In Wisconsin, there has been increased interest regarding alternatives to incarceration and diversion of individuals from the criminal justice system into treatment and other appropriate services to meet their assessed needs. Much of this momentum has been focused on problem-solving (or treatment) courts, which have an established model and have increased rapidly in Wisconsin in recent years. However, there has also been an increased interest in and expansion of other types of diversion programs.
The overall expansion can largely be attributed to the expansion of the state-funded Treatment Alternatives and Diversion (TAD) program. TAD has undergone numerous expansions in funding and has increased from originally funding 9 counties (through 2013) to funding 53 counties and three tribes for calendar year 2021. Another factor in the expansion of diversion options and models is Wisconsin’s participation in the National Institute of Corrections’ Evidence-Based Decision Making Initiative, which emphasizes a system-wide planning approach and the use of research to inform decisions at all levels of the criminal justice system.
In recent years, there have been many advances in providing guidance to problem-solving (or treatment) courts, both at the national and state level. In 2013, the National Association of Drug Court Professionals (NADCP) published their Adult Drug Court Best Practice Standards, Volume I (Volume II has since been released). In April 2014, the Wisconsin Association of Treatment Court Professionals followed suit with the publication of the Wisconsin Treatment Court Standards. Since these Standards were developed, numerous national and statewide trainings and other resources have been developed to help guide problem-solving court planning and implementation in Wisconsin.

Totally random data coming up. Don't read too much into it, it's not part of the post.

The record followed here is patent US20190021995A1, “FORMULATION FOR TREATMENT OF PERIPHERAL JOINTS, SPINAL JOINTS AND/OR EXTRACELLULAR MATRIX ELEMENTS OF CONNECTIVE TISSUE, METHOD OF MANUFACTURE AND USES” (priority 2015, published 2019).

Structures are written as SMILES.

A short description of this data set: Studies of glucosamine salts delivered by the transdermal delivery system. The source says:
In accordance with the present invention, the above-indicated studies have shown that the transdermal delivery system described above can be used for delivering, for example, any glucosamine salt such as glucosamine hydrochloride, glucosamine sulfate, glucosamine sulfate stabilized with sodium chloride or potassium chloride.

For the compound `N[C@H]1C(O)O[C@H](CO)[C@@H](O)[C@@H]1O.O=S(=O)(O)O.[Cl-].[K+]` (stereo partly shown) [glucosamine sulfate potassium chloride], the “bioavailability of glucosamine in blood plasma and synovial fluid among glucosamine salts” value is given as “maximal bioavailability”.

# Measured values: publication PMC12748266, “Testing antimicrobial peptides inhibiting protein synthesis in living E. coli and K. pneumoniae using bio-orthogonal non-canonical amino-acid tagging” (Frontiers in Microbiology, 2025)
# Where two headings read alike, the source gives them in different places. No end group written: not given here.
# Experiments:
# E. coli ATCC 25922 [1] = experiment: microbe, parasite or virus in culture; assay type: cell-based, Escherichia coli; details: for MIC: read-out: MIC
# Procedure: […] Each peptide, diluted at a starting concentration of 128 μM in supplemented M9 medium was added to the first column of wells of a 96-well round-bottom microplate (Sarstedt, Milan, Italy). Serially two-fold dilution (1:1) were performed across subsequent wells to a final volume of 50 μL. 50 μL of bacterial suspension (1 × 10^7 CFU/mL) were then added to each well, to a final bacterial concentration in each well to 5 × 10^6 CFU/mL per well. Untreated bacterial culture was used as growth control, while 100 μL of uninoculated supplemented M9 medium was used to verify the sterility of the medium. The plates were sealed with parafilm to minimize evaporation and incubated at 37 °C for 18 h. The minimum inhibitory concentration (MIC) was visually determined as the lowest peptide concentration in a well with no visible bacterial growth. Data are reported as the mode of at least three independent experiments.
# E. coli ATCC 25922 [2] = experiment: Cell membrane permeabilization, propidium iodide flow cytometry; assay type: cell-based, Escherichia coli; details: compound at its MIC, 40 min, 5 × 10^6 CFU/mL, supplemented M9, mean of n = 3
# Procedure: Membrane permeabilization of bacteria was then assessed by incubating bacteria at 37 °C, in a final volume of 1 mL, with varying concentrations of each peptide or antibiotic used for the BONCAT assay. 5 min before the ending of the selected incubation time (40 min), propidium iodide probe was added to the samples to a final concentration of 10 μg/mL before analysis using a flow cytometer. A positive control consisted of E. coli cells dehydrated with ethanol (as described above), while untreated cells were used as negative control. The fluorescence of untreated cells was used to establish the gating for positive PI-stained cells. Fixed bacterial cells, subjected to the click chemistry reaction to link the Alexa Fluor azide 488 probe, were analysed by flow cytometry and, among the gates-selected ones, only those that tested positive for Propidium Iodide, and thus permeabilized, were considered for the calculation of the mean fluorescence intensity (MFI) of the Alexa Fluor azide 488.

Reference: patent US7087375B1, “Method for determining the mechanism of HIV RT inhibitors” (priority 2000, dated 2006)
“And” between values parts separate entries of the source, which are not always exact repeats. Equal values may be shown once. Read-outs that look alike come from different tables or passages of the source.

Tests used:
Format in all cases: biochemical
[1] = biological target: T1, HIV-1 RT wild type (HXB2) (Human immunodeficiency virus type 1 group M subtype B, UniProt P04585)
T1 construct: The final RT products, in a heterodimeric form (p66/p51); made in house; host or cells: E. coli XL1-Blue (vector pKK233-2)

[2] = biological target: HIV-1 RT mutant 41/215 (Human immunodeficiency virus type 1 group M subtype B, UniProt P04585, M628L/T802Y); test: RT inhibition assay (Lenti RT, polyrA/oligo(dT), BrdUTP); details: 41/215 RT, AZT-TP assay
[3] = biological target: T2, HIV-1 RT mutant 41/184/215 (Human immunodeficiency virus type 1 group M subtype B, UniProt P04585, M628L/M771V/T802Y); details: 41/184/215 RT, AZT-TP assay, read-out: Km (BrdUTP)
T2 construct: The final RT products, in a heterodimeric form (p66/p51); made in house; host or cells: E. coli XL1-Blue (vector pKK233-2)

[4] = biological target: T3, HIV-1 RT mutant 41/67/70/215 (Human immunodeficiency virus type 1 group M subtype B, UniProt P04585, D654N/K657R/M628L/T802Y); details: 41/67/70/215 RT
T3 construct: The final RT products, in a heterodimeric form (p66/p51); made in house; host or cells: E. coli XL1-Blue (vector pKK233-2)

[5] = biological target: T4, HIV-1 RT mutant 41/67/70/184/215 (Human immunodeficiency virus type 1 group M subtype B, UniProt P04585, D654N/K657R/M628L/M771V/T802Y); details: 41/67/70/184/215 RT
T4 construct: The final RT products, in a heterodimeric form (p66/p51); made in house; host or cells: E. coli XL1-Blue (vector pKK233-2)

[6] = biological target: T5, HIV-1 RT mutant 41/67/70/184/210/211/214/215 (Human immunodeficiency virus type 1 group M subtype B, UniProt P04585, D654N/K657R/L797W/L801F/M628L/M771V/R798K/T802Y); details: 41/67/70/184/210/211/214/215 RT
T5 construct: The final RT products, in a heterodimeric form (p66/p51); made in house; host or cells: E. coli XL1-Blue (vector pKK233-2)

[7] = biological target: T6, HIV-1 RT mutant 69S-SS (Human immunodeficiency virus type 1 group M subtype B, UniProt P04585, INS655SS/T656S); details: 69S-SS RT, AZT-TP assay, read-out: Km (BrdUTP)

To date, however, these types of resources and standards have been unavailable to other types of diversion models in Wisconsin. As the TAD program continues to expand, more counties receive funding to implement programs, and more counties work on reviewing their criminal justice system to implement programming through the EBDM Initiative. Within this initiative, there is an increased need to provide a similar set of standards and resources for diversion programs to encourage effective implementation, based on the current research.
These Wisconsin Diversion Standards were reviewed by the TAD Subcommittee and forwarded for approval by the State Criminal Justice Coordinating Council (CJCC), which unanimously approved them on June 9, 2021. These Standards are another resource for Wisconsin programs as it continues to lead in the area of statewide diversion programming.
The Diversion Standards can be accessed here.